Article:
“My story is strength. My story is pride. My story is never giving in to all the emptiness inside,” begins a song dedicated to the the thousands of people who pass through the halls of the Stollery Children’s Hospital.
The Edmonton hospital treats sick kids from across not only northern Alberta, but parts of western Canada. The annual Corus Radiothon is one of the biggest fundraisers for the facility.
The radiothon is two days of organized chaos in the middle of a busy hospital, where dozens of families open up to share their remarkable stories of how the Stollery has impacted their lives.
As the 20th annual fundraiser got underway Wednesday, Alberta country music artist Brett Kissel released his song My story is… to celebrate two decades of the powerful event.
Kissel credits CISN Country 103.9 morning host Chris Scheetz with the concept for the song. The idea: everyone who passes through the medical facility has their own “Stollery story.”
“I wanted this song to be about inspiration and hope and pride and strength,” Kissel said at the event in the lobby of the Stollery Children’s Hospital, which shares space with the University of Alberta Hospital.
WATCH: Country singer Brett Kissel explains how the idea behind his song “My story is…”
Kissel said he only wrote the song a few days ago, while he was in performing at the famous Grand Ole Opry in Nashville.
“I sat down thinking about all the great songwriters and the tracks that they’ve written, and the power that they’ve had in their lyrics — trying to dig deep and find something very meaningful, for very meaningful place in Edmonton, and in Alberta – which is the Stollery Children’s Hospital.”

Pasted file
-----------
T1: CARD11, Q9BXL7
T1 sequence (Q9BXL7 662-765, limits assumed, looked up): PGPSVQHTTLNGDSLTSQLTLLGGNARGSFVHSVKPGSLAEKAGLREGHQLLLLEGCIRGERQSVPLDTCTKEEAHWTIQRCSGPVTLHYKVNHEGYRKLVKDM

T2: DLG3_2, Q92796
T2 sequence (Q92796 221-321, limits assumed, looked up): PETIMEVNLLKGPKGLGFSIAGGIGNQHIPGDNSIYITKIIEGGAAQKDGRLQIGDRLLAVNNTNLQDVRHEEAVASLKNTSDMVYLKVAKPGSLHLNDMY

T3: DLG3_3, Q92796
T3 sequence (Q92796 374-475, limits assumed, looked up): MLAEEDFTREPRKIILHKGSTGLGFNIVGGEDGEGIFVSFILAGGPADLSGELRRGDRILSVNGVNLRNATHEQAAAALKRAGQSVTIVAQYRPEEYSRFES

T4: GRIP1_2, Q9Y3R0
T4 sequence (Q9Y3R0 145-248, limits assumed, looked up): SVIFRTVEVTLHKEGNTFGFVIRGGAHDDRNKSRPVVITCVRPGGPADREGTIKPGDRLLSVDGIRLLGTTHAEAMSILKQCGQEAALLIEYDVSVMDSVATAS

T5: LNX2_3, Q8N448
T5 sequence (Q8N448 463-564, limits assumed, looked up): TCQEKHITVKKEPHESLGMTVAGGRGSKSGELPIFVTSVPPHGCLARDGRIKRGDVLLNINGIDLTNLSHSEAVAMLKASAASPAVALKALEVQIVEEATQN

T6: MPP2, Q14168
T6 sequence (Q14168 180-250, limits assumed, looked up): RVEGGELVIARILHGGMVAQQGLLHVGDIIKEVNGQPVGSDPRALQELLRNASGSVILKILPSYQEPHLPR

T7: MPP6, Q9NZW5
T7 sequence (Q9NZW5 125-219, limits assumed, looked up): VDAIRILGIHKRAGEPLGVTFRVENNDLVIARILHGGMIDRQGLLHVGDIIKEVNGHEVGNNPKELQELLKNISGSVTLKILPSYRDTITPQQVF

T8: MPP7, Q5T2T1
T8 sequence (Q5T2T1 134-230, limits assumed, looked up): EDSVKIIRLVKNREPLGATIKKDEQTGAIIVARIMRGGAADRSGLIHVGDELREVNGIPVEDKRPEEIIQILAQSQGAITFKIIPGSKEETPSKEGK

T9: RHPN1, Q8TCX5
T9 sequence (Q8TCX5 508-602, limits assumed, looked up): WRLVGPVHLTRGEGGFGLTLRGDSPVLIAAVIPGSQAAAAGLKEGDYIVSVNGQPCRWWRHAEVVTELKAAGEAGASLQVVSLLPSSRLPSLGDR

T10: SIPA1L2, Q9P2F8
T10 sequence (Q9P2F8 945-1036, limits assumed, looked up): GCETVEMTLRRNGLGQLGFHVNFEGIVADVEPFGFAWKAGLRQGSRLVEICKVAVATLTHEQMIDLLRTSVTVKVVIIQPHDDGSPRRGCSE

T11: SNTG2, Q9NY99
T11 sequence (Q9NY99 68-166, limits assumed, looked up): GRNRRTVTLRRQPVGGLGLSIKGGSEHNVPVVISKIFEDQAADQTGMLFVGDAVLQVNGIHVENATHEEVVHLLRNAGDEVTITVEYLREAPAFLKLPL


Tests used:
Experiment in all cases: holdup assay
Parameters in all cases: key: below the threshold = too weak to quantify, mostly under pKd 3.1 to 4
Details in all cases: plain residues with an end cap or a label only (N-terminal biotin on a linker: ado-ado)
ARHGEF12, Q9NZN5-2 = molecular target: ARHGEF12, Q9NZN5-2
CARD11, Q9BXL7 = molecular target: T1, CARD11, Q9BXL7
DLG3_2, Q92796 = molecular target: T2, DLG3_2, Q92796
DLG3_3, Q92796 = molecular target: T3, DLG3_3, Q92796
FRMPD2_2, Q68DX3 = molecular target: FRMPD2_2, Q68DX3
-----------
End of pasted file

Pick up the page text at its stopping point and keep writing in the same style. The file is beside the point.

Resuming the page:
The singer collaborated with friend Dan Davidson on the song.
“The two of us, as young fathers with little kids — two little girls each — for us to to talk about this song and the meaningful lyrics that we put together, I just hope that people will listen to it with big ears and enjoy it for what it’s worth.”
The families who pass through the Stollery endure stress, uncertainty, and in some cases, heartbreak. Kissel knows his song won’t change that, but he does hope it provides just that: hope.
“Music can heal. It always has been, and always will be able to do that,” he said.
“I don’t think this song is going to make a giant difference or a giant impact. But if it makes a little impact and can help people going through the tough times, or understand that things will be okay — I would really hope that would be something that people will take away from this the song.”
More than $22 million has been raised for the Stollery because of the radiothon. Right now the hospital is raising money for a bottle warmer for use at the Stollery NICU at the Royal Alexandra Hospital, and a portable ultrasound for scoliosis patients.
The Radiothon airs on CISN Country 103.9, 630 CHED, and Global Edmonton.
WATCH: Patients and families share their Stollery stories with Kent Morrison on Wednesday, Jan. 16.